Ida Willis was born in Wellington on 29 December 1881, one of thirteen children. Her father was Alexander James Willis who was Secretary to the Cabinet 1885-1907, until his retirement.
While living at Pipitea Street in Thorndon, Ida attended Fitzherbert Terrace School (later Marsden Girls' Boarding School) under the guidance of the Misses Baber, Richmond and Swainson. The family moved to Johnsonville when Ida was six, and she attended Johnsonville School and then Wellington Girls’ High School (now Wellington Girls' College).
Between 1907 and 1910, Ida trained as a nurse at Wellington District Hospital. She received her registration at the age of 28 and began working at Wellington Hospital - first as a ward sister, and then as a night sister.
The war in Samoa
Ida spent two years doing further training and working in Australia, but was once more living and working in Wellington when war broke out in 1914.
However, that August Ida happened to be holidaying in Fiji, which meant that when the ships transporting the advance party of the New Zealand Expeditionary Force stopped by on the way to Samoa, she joined the six nurses on board.
The New Zealanders took Samoa, which had been under German occupation, and Ida worked at the hospital in Apia for ten months.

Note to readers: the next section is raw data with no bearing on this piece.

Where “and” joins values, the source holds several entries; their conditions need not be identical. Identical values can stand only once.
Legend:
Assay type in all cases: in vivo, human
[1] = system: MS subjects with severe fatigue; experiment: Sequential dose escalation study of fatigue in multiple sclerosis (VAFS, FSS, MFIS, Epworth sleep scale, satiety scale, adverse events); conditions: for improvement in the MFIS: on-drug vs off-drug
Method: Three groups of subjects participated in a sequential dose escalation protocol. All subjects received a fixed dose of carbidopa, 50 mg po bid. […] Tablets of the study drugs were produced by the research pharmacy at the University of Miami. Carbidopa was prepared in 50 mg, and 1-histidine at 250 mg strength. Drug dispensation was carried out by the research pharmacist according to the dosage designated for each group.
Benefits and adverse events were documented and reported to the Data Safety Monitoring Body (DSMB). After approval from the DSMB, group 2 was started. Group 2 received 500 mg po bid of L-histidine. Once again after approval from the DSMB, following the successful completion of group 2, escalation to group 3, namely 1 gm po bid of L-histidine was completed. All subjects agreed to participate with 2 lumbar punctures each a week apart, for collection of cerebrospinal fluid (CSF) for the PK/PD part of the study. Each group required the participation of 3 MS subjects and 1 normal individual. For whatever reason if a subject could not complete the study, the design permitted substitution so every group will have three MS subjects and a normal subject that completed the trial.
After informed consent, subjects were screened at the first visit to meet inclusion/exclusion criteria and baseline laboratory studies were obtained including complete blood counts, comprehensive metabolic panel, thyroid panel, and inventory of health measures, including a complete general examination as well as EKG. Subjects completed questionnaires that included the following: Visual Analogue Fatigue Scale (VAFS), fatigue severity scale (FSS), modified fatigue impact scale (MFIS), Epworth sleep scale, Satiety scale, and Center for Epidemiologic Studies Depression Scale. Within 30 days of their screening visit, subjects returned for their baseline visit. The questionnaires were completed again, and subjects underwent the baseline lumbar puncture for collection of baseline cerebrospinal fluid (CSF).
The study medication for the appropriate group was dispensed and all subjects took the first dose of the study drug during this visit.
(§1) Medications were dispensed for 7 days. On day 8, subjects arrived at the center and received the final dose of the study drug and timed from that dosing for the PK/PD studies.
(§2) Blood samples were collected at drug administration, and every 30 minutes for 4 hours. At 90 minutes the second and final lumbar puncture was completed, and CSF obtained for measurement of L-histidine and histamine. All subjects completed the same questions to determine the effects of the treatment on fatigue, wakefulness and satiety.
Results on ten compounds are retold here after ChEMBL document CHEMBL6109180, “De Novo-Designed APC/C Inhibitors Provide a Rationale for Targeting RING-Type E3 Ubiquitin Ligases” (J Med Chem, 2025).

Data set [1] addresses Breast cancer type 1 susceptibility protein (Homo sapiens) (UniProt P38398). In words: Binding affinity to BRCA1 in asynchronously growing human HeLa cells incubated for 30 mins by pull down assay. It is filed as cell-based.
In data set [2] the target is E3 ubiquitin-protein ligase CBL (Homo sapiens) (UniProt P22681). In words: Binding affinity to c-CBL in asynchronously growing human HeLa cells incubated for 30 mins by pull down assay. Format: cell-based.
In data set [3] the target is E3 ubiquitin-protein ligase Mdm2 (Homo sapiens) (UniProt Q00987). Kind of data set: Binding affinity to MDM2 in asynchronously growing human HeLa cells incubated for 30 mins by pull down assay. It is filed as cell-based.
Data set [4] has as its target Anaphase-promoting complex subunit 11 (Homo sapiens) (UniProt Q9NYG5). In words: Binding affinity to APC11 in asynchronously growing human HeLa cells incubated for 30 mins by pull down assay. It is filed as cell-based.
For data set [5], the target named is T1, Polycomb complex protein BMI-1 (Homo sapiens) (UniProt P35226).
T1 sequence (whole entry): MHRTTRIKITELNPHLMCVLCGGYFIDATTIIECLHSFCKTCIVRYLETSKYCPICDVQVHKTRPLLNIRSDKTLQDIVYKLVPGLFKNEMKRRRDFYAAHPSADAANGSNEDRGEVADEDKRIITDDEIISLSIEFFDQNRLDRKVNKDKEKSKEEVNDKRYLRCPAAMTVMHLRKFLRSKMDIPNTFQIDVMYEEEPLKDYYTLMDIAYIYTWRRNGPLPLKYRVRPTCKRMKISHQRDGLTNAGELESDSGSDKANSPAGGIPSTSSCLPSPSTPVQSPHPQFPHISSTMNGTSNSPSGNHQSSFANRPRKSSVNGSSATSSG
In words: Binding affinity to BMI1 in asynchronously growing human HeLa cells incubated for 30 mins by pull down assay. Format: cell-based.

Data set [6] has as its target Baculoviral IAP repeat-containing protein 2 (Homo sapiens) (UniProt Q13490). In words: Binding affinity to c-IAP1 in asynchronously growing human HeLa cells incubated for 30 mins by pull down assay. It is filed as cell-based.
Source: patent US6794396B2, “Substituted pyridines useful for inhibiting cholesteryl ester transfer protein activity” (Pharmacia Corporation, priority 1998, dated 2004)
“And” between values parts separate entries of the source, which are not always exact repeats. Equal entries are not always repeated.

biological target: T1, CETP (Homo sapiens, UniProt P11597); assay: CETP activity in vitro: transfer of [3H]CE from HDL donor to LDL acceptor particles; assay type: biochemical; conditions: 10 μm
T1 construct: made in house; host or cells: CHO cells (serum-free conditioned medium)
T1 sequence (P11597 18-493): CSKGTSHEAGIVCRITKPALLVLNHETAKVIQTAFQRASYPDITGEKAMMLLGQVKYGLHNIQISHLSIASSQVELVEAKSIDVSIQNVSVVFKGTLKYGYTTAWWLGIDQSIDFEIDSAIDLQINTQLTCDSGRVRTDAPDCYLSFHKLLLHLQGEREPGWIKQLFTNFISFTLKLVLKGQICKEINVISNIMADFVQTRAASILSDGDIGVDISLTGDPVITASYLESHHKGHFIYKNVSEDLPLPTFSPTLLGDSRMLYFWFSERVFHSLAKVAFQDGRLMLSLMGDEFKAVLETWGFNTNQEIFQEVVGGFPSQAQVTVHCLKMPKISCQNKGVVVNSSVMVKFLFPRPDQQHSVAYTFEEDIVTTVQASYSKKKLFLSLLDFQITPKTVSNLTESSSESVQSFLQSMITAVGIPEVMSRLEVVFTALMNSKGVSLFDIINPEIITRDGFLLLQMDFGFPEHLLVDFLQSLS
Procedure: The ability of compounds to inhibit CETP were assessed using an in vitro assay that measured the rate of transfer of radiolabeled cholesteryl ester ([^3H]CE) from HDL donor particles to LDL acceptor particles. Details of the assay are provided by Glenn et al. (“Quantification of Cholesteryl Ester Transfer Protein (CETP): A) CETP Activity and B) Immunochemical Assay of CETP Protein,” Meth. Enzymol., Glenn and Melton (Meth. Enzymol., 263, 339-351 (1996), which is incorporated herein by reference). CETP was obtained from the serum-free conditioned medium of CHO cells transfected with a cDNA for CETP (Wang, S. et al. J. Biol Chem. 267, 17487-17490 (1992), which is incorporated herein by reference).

Egypt, England and France
Afterwards she returned to New Zealand, nursing soldiers at Wellington Hospital who were suffering from meningitis, and in July 1915 she left her hometown once more, bound for Egypt on the SS Maheno as a member of the New Zealand Army Nursing Service (NZANS).
Ida worked at the New Zealand General Hospital near Cairo, where the wounded soldiers who were evacuated from Gallipoli were cared for between August and November 1915.
In June 1916 Ida was transferred from Egypt to England, where she worked at the No 1 New Zealand General Hospital in Brockenhurst, and then to France. In France Ida worked at the No 1 New Zealand Stationary Hospital, nursing many of the soldiers who were wounded at the front.
Ida survived shelling and the risk of trench foot throughout an exceptionally hard winter at Wisques in France. At the beginning of 1918, Ida returned to New Zealand and nursed patients at Featherston Military Camp in the Wairarapa, where many soldiers who had survived the war succumbed to the 1918 influenza pandemic.
Matron-in-chief and an OBE
Ida continued to be involved with the NZANS over the coming decades. In 1933 she gained the position of matron-in-chief, meaning that when war broke out again in 1939, it was Ida who directed nursing proceedings.
She received numerous medals recognizing her service to military nursing, including the Associate of the Royal Red Cross (second class). In 1944 she was appointed an OBE.
Two years later, Ida retired from nursing. She lived out the rest of her life with her sister at Raumati Beach. Ida died in 1968, at the age of 87.